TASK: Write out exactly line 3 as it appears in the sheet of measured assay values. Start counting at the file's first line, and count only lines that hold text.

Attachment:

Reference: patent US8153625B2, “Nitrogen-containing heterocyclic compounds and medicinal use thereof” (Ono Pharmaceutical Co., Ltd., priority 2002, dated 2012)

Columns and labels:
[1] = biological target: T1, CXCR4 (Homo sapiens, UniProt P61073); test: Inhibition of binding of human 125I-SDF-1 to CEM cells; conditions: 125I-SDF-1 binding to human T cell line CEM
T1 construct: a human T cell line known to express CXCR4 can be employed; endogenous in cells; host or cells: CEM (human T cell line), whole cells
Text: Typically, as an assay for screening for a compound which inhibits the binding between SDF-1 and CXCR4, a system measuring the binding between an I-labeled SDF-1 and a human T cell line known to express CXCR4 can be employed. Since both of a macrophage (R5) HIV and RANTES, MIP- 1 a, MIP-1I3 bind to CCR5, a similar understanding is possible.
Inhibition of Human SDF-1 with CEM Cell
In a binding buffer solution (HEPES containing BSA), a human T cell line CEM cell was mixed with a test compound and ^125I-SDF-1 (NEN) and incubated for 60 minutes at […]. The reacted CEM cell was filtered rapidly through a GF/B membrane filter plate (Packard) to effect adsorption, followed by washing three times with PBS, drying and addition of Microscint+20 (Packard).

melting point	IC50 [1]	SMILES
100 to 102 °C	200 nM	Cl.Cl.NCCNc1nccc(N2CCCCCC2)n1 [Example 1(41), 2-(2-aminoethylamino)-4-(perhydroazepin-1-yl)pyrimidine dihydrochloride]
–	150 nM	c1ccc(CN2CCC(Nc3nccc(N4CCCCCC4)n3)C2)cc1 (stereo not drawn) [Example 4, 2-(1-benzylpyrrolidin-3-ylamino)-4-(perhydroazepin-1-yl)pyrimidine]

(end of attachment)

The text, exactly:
[1] = biological target: T1, CXCR4 (Homo sapiens, UniProt P61073); test: Inhibition of binding of human 125I-SDF-1 to CEM cells; conditions: 125I-SDF-1 binding to human T cell line CEM